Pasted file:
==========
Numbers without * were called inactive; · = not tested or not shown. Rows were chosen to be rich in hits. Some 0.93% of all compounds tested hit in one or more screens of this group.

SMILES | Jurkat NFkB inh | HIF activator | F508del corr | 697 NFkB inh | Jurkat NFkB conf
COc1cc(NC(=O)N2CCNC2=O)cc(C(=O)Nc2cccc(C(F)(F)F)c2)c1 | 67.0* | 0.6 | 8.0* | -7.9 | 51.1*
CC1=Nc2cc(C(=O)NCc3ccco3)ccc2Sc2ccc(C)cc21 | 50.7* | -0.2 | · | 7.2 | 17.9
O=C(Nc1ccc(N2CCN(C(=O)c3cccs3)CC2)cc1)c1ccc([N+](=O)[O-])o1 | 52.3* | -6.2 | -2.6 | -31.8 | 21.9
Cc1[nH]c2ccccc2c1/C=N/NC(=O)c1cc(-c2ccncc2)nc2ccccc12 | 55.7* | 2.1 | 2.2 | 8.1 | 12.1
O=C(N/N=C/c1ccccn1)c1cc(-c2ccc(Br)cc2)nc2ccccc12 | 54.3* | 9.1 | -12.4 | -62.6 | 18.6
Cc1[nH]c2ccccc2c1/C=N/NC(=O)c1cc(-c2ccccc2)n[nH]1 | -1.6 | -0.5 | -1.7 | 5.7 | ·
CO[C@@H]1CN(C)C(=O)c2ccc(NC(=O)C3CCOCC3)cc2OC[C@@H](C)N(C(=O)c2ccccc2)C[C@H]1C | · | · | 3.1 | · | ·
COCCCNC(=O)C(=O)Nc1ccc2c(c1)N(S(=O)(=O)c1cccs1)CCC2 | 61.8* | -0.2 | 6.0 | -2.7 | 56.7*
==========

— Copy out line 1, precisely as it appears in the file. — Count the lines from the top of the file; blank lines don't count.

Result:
Numbers without * were called inactive; · = not tested or not shown. Rows were chosen to be rich in hits. Some 0.93% of all compounds tested hit in one or more screens of this group.